Family & Cosmetic Dentistry

3610 N. Josey Ln. Suite 104, Carrollton, TX
972.395.9292

Is Chewing Gum Bad for Your Teeth?

Believe it or not, chewing gum has been around — in one form or another — since ancient times.

The ancient Greeks enjoyed chewing mastiche, the sap of the mastic tree, and the Mayans enjoyed chewing tsiclte, the sap of the sapodilla tree. Even Native Americans chewed the sap of spruce trees.

Though the ingredients have evolved over the centuries, gum is still a popular confection. It is estimated that the average American chews one and a half pounds of gum per year.

Is all of this gum good for us? Dr. Darian Hampton, a dentist at the Hamptons Family & Cosmetic Dentistry, explores this question in more detail.

The Good News

The physical act of chewing gum increases the flow of saliva in the mouth. A boost in saliva production helps to neutralize and wash away decay-causing acids left in the mouth after a meal. Saliva also has calcium and phosphate, which strengthen tooth enamel.

Certain types of gums contain therapeutic agents with additional health benefits. For example, some gums have ingredients that reduce plaque and minimize the risk of gum disease.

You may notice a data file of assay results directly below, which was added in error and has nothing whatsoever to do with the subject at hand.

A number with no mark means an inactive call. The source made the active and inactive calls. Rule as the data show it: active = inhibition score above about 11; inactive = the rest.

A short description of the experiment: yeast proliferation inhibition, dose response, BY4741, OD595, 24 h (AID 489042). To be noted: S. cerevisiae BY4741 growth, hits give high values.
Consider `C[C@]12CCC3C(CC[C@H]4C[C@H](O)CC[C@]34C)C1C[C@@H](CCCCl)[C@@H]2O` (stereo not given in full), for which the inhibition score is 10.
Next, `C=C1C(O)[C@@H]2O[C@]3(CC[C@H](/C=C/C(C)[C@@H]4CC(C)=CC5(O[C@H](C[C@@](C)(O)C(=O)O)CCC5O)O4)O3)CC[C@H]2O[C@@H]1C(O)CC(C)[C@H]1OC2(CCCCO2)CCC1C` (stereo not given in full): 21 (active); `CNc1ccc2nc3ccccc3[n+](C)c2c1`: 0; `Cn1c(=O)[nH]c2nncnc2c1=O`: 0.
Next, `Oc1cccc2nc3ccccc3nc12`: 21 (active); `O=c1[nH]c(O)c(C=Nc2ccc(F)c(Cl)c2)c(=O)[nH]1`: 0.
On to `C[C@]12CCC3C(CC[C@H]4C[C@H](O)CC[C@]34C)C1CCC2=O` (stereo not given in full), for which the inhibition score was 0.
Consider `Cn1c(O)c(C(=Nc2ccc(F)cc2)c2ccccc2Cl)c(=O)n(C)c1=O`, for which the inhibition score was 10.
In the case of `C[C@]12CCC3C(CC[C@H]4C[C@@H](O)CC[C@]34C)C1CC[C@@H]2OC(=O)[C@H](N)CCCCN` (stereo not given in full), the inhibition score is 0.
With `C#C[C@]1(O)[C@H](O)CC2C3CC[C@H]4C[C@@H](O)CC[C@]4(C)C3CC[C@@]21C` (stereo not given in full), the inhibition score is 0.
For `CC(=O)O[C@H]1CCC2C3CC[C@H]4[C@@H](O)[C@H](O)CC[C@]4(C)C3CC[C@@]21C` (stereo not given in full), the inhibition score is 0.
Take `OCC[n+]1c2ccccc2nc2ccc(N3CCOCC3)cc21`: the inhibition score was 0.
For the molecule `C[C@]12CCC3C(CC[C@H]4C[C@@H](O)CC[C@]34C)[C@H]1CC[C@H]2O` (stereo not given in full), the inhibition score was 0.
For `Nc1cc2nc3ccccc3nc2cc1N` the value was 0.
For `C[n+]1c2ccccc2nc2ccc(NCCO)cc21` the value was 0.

Not All Gums Created Equal

It is important to review the label and ingredients of a pack of gum to determine whether it is good for your teeth.

Gums that are sweetened with sugar (including most bubble gums) can cause cavities. These gums react with the bacteria in plaque to produce acid that may erode tooth enamel. And, unlike candy, which dissolves quickly, gum stays in the mouth, pressed up against the teeth, for an extended period of time. This exposes the teeth to a greater risk.

Choosing Your Gum

Look for gums that are labeled sugarless, and contain non-cavity causing sweeteners like xylitol, sorbitol, aspartame or mannitol.

The American Dental Association offers a list of approved chewing gums for reducing cavities. To earn the ADA seal of approval, a gum product must show “scientific evidence that the chewing gum is effective for one or more specific indications, such as reducing plaque acids, promoting remineralization of tooth enamel, reducing cavities and/or reducing gingivitis” (according to the ADA website).

The Bottom Line

Remember that chewing gum is not a substitute for daily brushing and flossing. Check out Dr. Hampton’s recent blog post for more oral health tips.

If you would like to schedule an appointment with Dr. Hampton to discuss your oral health or explore your cosmetic dentistry options, please contact Hamptons Family & Cosmetic Dentistry today. Call (972) 395-9292 and speak to a friendly member of our team.